5 Tips to Ensure Your Video Doesn't Suck

...just in time for the new year

Published on in Advice / Tips & Tricks

Making sure you have the basics covered is a must, yet over and over again we sometimes see the basics missing in the work we come across. Whether it's in a documentary, a short or simply your demo reel, making sure you're video doesn't suck is key to landing that gig you've always wanted. So with the new year, let's start a new list of what shouldn't be lacking in any of your 2015 projects. 


* Avoid unnecessary zooming:

The sure fire sign of an amateur is fast and frequent zooming. It is distracting, unnecessary and can even be nauseating when the picture gets extra shaky. When you are zoomed in close, even the slightest tremor in your hand can make the image look unstable. Make sure to get physically close to your target as much as you can. Don’t keep zooming in and out; choose an angle and stick with it the majority of the time. And when you do need to zoom, just try to do it slow & steady. 

* Capture B-Roll:

Instead of showing only people speaking, you should also have other images you can cut away to that will add dimension to your story later on in the editing process. B-roll can include additional video footage, photographs, animation or other elements.

It sounds easy, but b-roll is something that should not be taken for granted. It truly can make the difference between a boring video filled with chatter, or an engaging video that keeps the viewers’ attention. You can never capture enough. 

* Sound

While people will tolerate the worst quality video images, they will rarely watch programs that have bad audio. Make sure your sound and audio is crisp and clear, it can make a world of a difference. 

Sound can be your best friend and most effective way for you to communicate your story.
Always try to get about 10-15 seconds of sound in each environment you are shooting – this will come in hand during the editing process later.

* Lighting:

The lighting techniques in your video will make a big impact on the quality of your overall project.

Always remember: 
Back lighting reveals form, hard lights create hard-edged shadows, soft lights create soft-edged shadows and the larger the light source, the softer the light.

* Get a Tripod:

While some video pros have mastered the “shaky cam” look, you might not have. Do yourself and your viewers a favor and invest in a good tripod for smooth and steady shots.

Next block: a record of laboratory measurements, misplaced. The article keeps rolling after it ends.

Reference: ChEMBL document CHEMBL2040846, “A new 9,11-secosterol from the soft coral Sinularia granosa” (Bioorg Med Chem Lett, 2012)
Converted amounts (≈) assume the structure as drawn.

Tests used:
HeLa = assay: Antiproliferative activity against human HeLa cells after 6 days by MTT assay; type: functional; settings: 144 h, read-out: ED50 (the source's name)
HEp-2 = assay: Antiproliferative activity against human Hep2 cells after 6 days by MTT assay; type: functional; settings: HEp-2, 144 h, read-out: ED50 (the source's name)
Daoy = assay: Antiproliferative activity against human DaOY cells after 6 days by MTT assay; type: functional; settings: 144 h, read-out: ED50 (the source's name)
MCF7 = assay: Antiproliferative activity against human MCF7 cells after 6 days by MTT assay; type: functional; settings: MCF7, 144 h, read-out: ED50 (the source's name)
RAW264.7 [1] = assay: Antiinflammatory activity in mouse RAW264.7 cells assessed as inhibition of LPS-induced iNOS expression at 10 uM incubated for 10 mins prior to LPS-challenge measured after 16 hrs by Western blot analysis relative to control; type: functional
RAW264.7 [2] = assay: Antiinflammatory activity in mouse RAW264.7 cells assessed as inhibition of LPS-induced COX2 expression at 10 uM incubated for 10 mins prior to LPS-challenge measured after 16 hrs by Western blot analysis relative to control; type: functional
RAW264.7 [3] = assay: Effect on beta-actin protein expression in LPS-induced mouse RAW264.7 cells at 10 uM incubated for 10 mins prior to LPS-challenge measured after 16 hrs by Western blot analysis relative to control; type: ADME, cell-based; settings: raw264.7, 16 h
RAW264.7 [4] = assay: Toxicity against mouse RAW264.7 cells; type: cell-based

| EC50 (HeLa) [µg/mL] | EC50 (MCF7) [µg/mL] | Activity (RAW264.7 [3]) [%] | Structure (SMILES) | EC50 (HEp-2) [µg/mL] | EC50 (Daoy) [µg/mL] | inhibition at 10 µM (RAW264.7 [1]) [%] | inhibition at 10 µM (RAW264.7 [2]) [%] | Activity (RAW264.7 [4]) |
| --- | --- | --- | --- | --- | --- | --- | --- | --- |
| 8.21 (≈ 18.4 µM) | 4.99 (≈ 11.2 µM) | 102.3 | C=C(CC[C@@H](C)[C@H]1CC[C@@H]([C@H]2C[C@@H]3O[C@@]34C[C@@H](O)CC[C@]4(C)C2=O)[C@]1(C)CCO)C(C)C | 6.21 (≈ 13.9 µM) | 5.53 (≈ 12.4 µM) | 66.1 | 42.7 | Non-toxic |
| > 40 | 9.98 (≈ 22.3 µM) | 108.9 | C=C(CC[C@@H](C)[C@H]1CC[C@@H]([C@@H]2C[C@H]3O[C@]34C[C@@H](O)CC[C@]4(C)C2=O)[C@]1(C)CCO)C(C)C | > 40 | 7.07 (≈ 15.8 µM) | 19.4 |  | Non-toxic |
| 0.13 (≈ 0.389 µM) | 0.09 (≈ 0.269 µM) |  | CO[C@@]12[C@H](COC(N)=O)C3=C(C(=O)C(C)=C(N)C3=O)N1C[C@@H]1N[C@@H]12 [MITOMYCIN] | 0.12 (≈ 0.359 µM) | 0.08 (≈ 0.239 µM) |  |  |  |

If you take your camera work seriously, then you won't overstate the importance of a good tripod. Quality tripod kits do more than just hold your camera up. They support composition, perspective, and provide smooth pan/tilt movements.

image source: Patty Mooney of Crystal Pyramid Productions

content sources: Life HackerWitness TrainingIzzyVideo, BHPhotoVideo

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Comments
  • Greg said…
    Saturday, February 7, 2015 9:27 AM
    Even before you follow these tips here are some other useful tips that I've used for over 25 years.

    1. Plan your shoot - Consider writing up a shot list that works with your script or project treatment. Then convert your shot list into a shooting order document. This way you can check off each shot, and make sure that you've shot everything necessary in each location. This save time and keeps your crew on the same page.

    2. Shoot reaction shots - This includes facial shots, especially close-ups of your talent listening, nodding, and reacting. Maybe shots of their hands doing something, or shots of products on their own, if that's what you’re shooting. These shots can save you during editing.

    3. Shoot establishing shots - These include wider shots to show where you are shooting. This helps put things in perspective for the viewer. For example, if a shot calls for someone walking out of a door, perhaps shoot a wide shot of a hallway, or building so the viewer can connect where this scene is.

    4. Shoot back-ups when possible - It's important to not drastically "overshoot" but make sure that you have a back-up take of most shots. You'll be happy you did this.

    Greg Ball, President
    Ball Media Innovations, Inc.
    www.ballmediainnovations.com
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